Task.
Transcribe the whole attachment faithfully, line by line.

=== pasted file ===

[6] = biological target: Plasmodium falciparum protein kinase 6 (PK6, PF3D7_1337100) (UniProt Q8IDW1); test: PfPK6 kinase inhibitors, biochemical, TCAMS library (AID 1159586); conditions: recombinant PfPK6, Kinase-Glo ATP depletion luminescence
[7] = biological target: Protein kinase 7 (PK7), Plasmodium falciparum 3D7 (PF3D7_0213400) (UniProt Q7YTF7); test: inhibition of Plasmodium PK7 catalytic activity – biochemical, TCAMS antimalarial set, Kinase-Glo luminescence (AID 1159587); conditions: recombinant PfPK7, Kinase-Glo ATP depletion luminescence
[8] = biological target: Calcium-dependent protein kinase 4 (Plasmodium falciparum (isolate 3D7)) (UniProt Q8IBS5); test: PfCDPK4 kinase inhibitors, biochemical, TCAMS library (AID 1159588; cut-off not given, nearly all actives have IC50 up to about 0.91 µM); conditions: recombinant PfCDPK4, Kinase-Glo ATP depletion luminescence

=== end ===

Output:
[6] = biological target: Plasmodium falciparum protein kinase 6 (PK6, PF3D7_1337100) (UniProt Q8IDW1); test: PfPK6 kinase inhibitors, biochemical, TCAMS library (AID 1159586); conditions: recombinant PfPK6, Kinase-Glo ATP depletion luminescence
[7] = biological target: Protein kinase 7 (PK7), Plasmodium falciparum 3D7 (PF3D7_0213400) (UniProt Q7YTF7); test: inhibition of Plasmodium PK7 catalytic activity – biochemical, TCAMS antimalarial set, Kinase-Glo luminescence (AID 1159587); conditions: recombinant PfPK7, Kinase-Glo ATP depletion luminescence
[8] = biological target: Calcium-dependent protein kinase 4 (Plasmodium falciparum (isolate 3D7)) (UniProt Q8IBS5); test: PfCDPK4 kinase inhibitors, biochemical, TCAMS library (AID 1159588; cut-off not given, nearly all actives have IC50 up to about 0.91 µM); conditions: recombinant PfCDPK4, Kinase-Glo ATP depletion luminescence